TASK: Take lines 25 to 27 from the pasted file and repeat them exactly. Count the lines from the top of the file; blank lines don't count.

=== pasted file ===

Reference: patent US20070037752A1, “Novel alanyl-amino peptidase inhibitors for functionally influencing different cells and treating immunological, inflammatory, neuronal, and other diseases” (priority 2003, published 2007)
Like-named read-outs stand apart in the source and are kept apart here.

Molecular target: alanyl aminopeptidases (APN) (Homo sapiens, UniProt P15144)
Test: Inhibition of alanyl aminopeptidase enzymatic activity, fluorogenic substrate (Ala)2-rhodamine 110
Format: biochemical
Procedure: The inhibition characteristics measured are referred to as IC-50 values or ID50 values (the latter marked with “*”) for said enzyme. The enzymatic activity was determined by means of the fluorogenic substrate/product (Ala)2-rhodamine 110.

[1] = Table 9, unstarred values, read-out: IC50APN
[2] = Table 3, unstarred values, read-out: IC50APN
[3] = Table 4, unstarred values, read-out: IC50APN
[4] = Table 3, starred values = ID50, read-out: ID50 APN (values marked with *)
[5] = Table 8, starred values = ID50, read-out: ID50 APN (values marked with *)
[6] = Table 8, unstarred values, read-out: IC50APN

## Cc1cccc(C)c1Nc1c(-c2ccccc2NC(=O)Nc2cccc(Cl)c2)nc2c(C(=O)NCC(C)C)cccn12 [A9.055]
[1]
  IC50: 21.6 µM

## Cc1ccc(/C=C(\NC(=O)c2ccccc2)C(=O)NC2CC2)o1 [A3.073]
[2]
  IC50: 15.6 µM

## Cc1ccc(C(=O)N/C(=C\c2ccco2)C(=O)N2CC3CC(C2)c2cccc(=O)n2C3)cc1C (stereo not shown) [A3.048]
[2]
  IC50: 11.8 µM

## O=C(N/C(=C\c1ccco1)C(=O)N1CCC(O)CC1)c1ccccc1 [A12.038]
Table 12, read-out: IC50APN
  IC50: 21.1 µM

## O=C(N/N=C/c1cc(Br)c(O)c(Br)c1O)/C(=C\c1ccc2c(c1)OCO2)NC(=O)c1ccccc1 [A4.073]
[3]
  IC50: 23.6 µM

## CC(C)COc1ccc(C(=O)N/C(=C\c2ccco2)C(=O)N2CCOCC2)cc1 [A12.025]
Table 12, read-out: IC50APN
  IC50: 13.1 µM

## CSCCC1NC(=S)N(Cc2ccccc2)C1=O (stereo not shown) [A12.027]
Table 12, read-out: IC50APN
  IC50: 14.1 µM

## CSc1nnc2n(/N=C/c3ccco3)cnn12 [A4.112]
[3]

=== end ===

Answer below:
## O=C(N/N=C/c1cc(Br)c(O)c(Br)c1O)/C(=C\c1ccc2c(c1)OCO2)NC(=O)c1ccccc1 [A4.073]
[3]
  IC50: 23.6 µM